Djokovic ap­pears back to his best

Nelson Mail - - SPORT - SI­MON BRIGGS

No­vak Djokovic did not just come home yes­ter­day; he came back to him­self.

Play­ing a stone’s throw from his Monte Carlo apart­ment, Djokovic ended a grim spell of al­most three months with­out a win by crush­ing Ser­bian com­pa­triot Du­san La­jovic in just 56 min­utes.

Then, in the in­ter­view room, Djokovic ad­dressed re­ports that there had been an ac­ri­mo­nious edge to his part­ing with former coach An­dre Agassi.

It is true that, when he con­firmed his coach­ing changes at the start of this month, he had barely men­tioned Agassi, pre­fer­ring to heap praise on an­other now-de­parted as­sis­tant, Radek Stepanek.

But when asked about Agassi’s de­ci­sion to an­nounce the split first – via an in­ter­view with ESPN that aired a fort­night ago – Djokovic played the is­sue down.

‘‘I don’t care who comes in and says things in the press first,’’ Djokovic replied. ‘‘I mean, no­body of­fended any­body. We’re still in a very good re­la­tion.

‘‘You have to un­der­stand that, first of all, we didn’t have any com­mit­ment. He was gen­uinely want­ing to help and to give me ad­vice and to share his ex­pe­ri­ence with me. The last eight, nine months with An­dre was just amaz­ing.’’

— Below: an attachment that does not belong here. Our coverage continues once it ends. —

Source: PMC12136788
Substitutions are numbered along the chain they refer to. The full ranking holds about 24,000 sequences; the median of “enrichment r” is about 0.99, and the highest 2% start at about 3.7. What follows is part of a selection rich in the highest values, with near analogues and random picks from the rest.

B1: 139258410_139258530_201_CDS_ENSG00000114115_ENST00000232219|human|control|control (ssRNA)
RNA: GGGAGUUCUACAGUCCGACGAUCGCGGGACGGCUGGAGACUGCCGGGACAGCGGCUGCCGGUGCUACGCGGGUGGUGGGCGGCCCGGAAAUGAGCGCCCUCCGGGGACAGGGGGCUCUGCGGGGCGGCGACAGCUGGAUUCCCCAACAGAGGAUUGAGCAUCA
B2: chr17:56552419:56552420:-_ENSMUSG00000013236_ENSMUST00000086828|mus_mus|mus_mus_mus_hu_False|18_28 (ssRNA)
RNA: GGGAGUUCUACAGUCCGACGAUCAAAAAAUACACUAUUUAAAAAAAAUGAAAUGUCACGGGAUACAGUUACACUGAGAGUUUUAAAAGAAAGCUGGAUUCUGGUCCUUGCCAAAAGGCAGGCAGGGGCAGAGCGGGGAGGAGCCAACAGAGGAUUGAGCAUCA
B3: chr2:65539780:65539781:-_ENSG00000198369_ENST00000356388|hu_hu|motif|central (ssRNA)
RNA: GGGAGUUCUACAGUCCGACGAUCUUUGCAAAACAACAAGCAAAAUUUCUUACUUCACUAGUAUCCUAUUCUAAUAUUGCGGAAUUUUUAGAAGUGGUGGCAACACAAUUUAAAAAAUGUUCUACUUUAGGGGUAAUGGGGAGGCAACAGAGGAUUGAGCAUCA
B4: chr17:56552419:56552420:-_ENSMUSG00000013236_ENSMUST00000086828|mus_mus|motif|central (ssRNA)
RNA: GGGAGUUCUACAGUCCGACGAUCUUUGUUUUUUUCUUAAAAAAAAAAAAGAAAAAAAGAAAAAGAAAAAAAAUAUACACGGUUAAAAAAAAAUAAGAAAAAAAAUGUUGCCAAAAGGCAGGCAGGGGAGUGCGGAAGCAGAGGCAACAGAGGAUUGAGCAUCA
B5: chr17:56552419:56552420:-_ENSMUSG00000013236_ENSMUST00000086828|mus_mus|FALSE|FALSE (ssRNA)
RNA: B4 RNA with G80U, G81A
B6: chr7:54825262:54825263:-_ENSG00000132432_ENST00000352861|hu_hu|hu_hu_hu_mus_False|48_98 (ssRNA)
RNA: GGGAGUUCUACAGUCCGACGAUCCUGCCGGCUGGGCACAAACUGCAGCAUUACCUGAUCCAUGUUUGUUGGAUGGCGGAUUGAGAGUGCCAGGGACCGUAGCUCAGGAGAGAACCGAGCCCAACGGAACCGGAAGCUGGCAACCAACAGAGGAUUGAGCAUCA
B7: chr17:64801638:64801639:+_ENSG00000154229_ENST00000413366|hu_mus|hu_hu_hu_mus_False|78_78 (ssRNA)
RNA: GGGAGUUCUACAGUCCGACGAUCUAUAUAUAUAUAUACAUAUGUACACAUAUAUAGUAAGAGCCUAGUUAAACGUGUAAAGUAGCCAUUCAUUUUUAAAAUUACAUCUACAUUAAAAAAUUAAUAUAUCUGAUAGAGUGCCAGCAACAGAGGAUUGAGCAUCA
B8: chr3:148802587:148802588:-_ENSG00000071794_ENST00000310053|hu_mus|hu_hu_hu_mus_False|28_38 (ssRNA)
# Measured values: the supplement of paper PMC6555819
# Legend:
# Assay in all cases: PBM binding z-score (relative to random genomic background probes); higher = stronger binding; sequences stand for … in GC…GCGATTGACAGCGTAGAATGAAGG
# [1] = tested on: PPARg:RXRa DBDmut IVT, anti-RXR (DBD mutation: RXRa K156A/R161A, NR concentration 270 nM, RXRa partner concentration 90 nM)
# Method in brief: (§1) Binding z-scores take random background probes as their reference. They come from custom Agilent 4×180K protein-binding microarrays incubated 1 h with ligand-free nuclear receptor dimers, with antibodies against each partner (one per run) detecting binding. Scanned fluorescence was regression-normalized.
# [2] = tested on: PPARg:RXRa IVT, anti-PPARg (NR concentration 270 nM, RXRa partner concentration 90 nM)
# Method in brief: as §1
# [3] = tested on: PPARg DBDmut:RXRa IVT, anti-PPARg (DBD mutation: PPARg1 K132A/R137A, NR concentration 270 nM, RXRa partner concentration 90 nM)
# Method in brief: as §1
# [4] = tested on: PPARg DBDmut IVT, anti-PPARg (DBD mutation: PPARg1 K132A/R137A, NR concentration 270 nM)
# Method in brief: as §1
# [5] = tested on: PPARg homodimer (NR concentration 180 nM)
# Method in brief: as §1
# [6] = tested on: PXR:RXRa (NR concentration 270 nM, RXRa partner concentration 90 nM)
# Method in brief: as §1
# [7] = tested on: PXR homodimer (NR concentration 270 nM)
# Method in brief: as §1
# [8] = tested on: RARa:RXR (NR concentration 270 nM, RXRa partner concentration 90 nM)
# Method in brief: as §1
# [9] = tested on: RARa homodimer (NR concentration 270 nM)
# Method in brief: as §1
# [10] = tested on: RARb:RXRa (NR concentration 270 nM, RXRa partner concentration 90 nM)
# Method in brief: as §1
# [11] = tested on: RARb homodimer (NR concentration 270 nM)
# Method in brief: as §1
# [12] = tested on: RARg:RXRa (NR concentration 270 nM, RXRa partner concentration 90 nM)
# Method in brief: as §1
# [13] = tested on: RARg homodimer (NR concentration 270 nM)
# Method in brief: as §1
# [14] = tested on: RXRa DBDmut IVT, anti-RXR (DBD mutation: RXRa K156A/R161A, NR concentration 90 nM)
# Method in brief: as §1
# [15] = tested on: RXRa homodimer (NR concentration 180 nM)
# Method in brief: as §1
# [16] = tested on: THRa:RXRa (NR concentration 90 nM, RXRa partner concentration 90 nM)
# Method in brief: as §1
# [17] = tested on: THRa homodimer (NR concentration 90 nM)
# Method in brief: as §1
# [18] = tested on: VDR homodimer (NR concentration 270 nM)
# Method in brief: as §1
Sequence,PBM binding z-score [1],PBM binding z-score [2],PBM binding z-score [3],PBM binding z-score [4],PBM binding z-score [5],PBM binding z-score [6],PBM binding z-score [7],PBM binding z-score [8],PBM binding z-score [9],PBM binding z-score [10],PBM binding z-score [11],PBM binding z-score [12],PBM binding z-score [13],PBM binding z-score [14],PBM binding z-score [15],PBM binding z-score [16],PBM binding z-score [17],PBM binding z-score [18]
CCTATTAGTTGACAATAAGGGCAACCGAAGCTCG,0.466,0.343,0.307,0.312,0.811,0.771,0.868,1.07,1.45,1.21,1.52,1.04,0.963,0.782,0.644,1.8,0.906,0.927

The one mis­take that Djokovic did ad­mit on Mon­day was that he had raced back too quickly from el­bow surgery in late Jan­uary. With hind­sight, he should not have par­tic­i­pated in In­dian Wells and Mi­ami, the two big Amer­i­can events of the spring, where he suf­fered un­char­ac­ter­is­ti­cally list­less de­feats against a pair of un­her­alded op­po­nents in Taro Daniel and Benoit Paire. On the back of his fourth-round exit from the Aus­tralian Open, this was the first time he had gone on such a lean run since 2007.

If Djokovic now ap­pears to have put such strug­gles be­hind him, that may be be­cause he has re­united with Mar­ian Va­jda, the avun­cu­lar Slo­vakian coach who had been his men­tor and fa­ther fig­ure since the age of 19. They stopped work­ing to­gether last May and Djokovic, frankly, has not been the same player since.

‘‘To­day, fi­nally af­ter two years, I was pain-free,’’ Djokovic said.

‘‘Ob­vi­ously hav­ing Mar­ian is a lot of pos­i­tive emo­tions. He knows me very well, so we worked on a lot of great things in the last 10 days. Phys­i­cally I think I’m get­ting in a bet­ter shape as the weeks go by.’’

It is vir­tu­ally un­heard of for Djokovic to find him­self in ac­tion on the Mon­day of Monte Carlo. On his last 10 vis­its, which in­clude ev­ery­thing but his de­but ap­pear­ance in 2006, he has en­joyed the bye of­fered to the top eight seeds.

But Djokovic did not look at all dis­grun­tled by his early start, grab­bing the op­por­tu­nity to ease into the tour­na­ment against a lesser op­po­nent. His re­ward for this 6-0 6-1 de­mo­li­tion will be a much tougher-look­ing sec­on­dround meet­ing with ath­letic young Croa­t­ian Borna Coric, in the form of his life.


No­vak Djokovic plays a back­hand while on the move in the first round of the Monte Carlo Mas­ters.

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